In brief, I said Assad had to contract his realm to a Core Syria that his depleted ground forces could secure; expand his ground forces to reclaim land outside of that core; and engineer his own "awakening" among some of his enemies by exploiting fear of jihadis.
Assad needs to do something that offers his troops hope of victory by giving them an objective within reach. Assad needs to abandon large parts of Syria to the rebels and prepare to rebuild his forces to retake the country. ...
Assad would have to similarly [NOTE: I compared his situation to our position in Iraq] hold his core, rebuild his army's numbers, use air power and ground raids into rebel territory to keep the rebels off balance, and then begin expanding areas of control as he gains the numbers to do so.
Assad has a problem in that he can't count on a foreign patron to supply a surge of trained forces as Iraq's government could count on America in 2007. He also has a problem in that his forces rely on a minority of the population rather than the majority (80-90% Shia and Kurd) that the Iraqi government could rely on.
Assad would need to engineer at least a partial awakening by using divide and conquer diplomacy with Sunnis who fear al Qaeda more than they fear a deal with Assad. Perhaps the Kurds could be won over with promises of autonomy. ...
Assad could still win this fight. But he has to retreat until the correlation of forces can be swung back in his favor. Assad just can't win the way he is fighting, now.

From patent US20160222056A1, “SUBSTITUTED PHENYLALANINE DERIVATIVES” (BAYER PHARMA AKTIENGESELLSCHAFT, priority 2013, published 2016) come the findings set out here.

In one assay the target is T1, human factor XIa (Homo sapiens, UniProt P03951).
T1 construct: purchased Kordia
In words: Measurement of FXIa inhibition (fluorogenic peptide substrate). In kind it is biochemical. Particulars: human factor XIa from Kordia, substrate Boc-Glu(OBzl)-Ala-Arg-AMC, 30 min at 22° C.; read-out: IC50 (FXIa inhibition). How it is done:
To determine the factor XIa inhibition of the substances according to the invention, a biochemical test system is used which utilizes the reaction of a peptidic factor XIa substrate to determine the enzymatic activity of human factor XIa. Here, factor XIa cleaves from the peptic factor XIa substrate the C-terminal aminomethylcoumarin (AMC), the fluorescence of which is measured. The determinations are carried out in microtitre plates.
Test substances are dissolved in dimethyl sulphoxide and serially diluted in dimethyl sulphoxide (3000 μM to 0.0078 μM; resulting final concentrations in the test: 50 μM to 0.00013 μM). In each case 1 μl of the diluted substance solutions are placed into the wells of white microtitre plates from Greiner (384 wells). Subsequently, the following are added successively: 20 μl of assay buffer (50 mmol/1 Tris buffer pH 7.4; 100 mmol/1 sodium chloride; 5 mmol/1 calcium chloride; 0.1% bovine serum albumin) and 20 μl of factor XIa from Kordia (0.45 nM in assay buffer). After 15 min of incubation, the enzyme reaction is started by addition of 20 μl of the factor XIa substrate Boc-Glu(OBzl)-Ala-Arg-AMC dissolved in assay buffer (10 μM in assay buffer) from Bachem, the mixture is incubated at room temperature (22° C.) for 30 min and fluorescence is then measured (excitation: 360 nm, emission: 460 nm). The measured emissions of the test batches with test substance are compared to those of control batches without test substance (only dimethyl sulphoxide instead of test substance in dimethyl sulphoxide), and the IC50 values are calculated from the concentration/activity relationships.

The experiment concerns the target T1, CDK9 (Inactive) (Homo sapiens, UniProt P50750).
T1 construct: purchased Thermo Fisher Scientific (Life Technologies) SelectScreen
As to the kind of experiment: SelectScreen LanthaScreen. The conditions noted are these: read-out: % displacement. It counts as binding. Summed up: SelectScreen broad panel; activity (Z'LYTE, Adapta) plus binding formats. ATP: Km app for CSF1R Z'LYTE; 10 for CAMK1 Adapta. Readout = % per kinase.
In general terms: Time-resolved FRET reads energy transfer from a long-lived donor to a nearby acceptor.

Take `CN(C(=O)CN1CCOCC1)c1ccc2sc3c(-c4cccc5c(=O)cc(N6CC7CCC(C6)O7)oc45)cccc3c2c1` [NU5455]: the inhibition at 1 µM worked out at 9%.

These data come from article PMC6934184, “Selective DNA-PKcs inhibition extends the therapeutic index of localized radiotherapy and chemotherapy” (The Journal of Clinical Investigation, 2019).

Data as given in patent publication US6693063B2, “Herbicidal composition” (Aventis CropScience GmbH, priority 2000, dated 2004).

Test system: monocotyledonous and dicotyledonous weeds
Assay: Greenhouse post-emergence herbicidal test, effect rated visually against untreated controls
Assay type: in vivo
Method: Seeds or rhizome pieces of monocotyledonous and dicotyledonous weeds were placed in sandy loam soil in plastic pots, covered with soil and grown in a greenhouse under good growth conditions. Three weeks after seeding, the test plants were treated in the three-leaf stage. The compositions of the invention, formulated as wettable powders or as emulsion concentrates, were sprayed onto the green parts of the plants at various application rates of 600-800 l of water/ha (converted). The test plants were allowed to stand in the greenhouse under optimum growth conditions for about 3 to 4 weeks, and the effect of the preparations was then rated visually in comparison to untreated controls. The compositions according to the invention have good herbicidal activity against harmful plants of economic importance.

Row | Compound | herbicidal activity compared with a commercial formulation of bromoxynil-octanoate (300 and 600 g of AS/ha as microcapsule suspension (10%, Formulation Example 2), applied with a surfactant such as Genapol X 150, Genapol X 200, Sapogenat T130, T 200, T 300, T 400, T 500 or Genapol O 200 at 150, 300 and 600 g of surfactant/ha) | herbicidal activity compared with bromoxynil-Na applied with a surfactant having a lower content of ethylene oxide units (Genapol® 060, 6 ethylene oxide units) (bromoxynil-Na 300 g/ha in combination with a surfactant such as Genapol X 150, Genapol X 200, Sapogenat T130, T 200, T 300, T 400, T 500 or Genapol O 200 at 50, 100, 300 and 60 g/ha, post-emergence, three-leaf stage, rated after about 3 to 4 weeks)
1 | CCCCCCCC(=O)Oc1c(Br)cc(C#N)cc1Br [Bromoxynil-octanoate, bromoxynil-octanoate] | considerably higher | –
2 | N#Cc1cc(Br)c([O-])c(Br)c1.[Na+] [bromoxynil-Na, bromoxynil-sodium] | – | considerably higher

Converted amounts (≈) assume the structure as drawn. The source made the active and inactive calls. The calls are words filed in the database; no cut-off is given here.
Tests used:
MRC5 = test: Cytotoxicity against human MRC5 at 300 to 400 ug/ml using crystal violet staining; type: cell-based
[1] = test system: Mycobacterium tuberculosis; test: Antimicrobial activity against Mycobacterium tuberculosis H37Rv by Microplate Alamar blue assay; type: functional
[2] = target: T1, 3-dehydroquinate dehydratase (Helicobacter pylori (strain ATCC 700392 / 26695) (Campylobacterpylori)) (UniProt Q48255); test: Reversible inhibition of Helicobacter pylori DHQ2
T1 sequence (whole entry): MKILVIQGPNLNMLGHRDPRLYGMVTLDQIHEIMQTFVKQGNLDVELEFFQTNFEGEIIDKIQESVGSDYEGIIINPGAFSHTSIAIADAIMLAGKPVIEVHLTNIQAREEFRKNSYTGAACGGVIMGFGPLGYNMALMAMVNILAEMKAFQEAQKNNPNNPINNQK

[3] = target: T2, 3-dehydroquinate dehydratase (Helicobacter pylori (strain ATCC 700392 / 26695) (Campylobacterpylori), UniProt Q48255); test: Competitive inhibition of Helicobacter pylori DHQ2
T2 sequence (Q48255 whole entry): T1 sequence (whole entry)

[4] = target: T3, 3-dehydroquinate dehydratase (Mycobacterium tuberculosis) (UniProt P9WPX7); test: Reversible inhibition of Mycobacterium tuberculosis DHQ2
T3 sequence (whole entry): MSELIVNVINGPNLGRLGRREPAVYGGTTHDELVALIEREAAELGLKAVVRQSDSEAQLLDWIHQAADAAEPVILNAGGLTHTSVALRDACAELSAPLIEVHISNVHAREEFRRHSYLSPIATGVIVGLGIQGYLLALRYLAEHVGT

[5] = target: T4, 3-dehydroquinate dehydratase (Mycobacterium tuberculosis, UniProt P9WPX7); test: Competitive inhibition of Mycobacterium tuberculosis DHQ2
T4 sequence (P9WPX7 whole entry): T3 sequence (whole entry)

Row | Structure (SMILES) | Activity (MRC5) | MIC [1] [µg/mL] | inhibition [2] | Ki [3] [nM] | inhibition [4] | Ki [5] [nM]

Assad, with a lot of help from Iran and Russia, has achieved much on the first objective of securing western Syria and is working on the second goal of expanding his forces.
Strategypage has one more piece of reclaiming lost ground in the east with the third requirement to win:
Meanwhile the Assads keep lines of communication open with Sunni tribal leaders in eastern Syria. Many of these tribal leaders know that ISIL is likely to burn out sooner rather than later and they want to be ready to quickly switch sides.
Assad didn't give up. He worked the problem. Of course, giving up meant slaughter of his people and exile, poverty, and death for the rulers. So there was that incentive.
Not that Assad must win because he is winning.
The Kurds of Syria will not give up the autonomy that they have gained. Iraqi Kurds are helping Syria's Kurds.
And the west is not locked down even though Assad's forces have denied rebels the ability to control large chunks of the region. Insurgency can still plague the Assad forces if the rebels don't lose heart (and if they get foreign support).
Hezbollah is tiring of casualties and alienating Sunnis in Lebanon for assisting Assad.
And the Iraqis who dominate the Shia foreign legion that Iran sent to help Assad may well want to come home to defend Iraq.
And even if Assad can engineer his own awakening among those eastern tribes tired of al Qaeda rule, Assad still needs to fight and capture the region.
Assad's troops have taken heavy casualties and are tired and demoralized. There has been no rotation home for these troops. Will they be capable of being sent east in sufficient numbers with enough morale to fight to reclaim eastern Syria? Many are militias that are strategically immobile and are really only effective in defending their neighborhoods.
And will the dispatch of sufficient troops east allow still-resisting rebels in the west to regain the initiative there?
Assad certainly has a chance to win. But let's not use the fact that Assad is winning as an excuse to do nothing on the assumption that the end is inevitable. Remember, we once assumed that the fact that Assad was losing as proof that Assad was doomed and so we had to do nothing to hasten his end.